How to Wirelessly Transfer Photos from Your Camera to Your Computer

If you’re a prolific shutterbug, you know what a hassle it is to constantly pull the SD card from your camera, plug it into your computer, and transfer the files to get to the snapshots you just took. Here’s how to add Wi-Fi based photo transfer to your digital camera.

UPDATE: Keenai, the company behind the Eye-Fi product we recommend in this article, announced on September 4, 2018, that they are shutting down. Eye-Fi cards should continue to function in stand-alone mode (which means no cloud syncing) as long as the apps are available in the app store. There will be no future updates to their apps. The Keenai service used for storing your data in the cloud will shut down on November 30, 2018. After December 1, 2018, you will no longer be able to access your data. Keenai’s website has instructions on how to retrieve your data from the service.

Wi-Fi Enabled SD Cards Are the Secret Sauce

An increasing number of digital cameras ship with built-in Wi-Fi support that makes it easy to wirelessly transfer your photos from your camera to your local network for storage, post-processing, uploading to social media, or all of the above—no tethering your camera to your computer or pulling the SD card required.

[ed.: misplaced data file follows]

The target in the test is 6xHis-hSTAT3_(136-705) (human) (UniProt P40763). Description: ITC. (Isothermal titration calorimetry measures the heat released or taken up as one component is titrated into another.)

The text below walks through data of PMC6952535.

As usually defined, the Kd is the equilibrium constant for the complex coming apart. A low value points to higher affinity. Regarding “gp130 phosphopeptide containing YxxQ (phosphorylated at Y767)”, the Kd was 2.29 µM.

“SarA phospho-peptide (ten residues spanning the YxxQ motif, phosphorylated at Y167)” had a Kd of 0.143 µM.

That’s a great feature to look for if you’re shopping for a new camera, but for everyone else rocking older cameras, a small upgrade is in order: a Wi-Fi SD card. Introduced several years ago, Wi-Fi enabled SD cards take advantage of the constant reduction and refinement of electronic components to pack in both photo storage and a tiny Wi-Fi radio into the form factor of an SD memory card. Aside from the label they look absolutely identical to their non-networked counterparts.

There’s one big downside: the sticker shock. A Wi-FI SD card will typically run you 3-4 times the price of a similar non-Wi-FI SD card. You’ll also need to recharge your camera battery more frequently, as the Wi-FI SD card steals power from the battery to run the Wi-Fi radio and associated hardware—though newer cards are pretty power efficient.

What You Need

Before all else, check to see if you even need a Wi-Fi SD card. While Wi-Fi integration used to be a very rare premium feature on digital cameras, increasingly you’ll find it on everything from DSLRs down to little pocket-size point-and-shoot cameras. Look up your camera model online to check the specs and ensure you’re not overlooking the built-in Wi-Fi features. (Note: Some camera models include additional menu functionality designed to integrate with a Wi-Fi SD card, but they don’t actually have Wi-Fi capabilities themselves. Be sure to read the fine print.)